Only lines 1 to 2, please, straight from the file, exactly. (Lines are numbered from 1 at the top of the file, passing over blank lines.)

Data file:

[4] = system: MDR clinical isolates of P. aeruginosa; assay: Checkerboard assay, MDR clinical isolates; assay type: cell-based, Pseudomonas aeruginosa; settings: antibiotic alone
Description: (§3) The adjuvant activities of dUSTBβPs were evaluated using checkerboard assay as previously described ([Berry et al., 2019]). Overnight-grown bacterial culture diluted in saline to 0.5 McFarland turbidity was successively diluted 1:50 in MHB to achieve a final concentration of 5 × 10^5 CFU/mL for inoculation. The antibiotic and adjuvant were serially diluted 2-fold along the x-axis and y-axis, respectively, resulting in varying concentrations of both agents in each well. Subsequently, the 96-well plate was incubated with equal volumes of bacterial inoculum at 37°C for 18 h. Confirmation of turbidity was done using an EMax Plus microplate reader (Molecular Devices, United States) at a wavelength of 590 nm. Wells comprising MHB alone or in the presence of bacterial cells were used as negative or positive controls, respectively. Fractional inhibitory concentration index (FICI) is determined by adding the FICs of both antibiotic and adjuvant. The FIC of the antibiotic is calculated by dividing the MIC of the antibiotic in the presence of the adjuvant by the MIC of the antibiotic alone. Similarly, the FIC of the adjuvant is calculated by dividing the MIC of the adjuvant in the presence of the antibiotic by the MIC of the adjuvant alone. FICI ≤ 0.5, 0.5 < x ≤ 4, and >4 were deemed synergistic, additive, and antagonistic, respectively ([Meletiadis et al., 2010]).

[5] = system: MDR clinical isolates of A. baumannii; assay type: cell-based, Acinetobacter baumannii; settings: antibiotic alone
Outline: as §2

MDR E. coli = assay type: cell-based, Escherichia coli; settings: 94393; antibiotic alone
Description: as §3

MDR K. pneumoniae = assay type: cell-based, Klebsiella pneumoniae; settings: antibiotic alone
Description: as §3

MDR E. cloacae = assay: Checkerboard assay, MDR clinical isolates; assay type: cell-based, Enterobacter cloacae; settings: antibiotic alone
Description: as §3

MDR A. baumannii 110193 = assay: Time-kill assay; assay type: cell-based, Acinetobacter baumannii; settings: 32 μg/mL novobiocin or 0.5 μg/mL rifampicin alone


[4] = system: MDR clinical isolates of P. aeruginosa; assay: Checkerboard assay, MDR clinical isolates; assay type: cell-based, Pseudomonas aeruginosa; settings: antibiotic alone
Description: (§3) The adjuvant activities of dUSTBβPs were evaluated using checkerboard assay as previously described ([Berry et al., 2019]). Overnight-grown bacterial culture diluted in saline to 0.5 McFarland turbidity was successively diluted 1:50 in MHB to achieve a final concentration of 5 × 10^5 CFU/mL for inoculation. The antibiotic and adjuvant were serially diluted 2-fold along the x-axis and y-axis, respectively, resulting in varying concentrations of both agents in each well. Subsequently, the 96-well plate was incubated with equal volumes of bacterial inoculum at 37°C for 18 h. Confirmation of turbidity was done using an EMax Plus microplate reader (Molecular Devices, United States) at a wavelength of 590 nm. Wells comprising MHB alone or in the presence of bacterial cells were used as negative or positive controls, respectively. Fractional inhibitory concentration index (FICI) is determined by adding the FICs of both antibiotic and adjuvant. The FIC of the antibiotic is calculated by dividing the MIC of the antibiotic in the presence of the adjuvant by the MIC of the antibiotic alone. Similarly, the FIC of the adjuvant is calculated by dividing the MIC of the adjuvant in the presence of the antibiotic by the MIC of the adjuvant alone. FICI ≤ 0.5, 0.5 < x ≤ 4, and >4 were deemed synergistic, additive, and antagonistic, respectively ([Meletiadis et al., 2010]).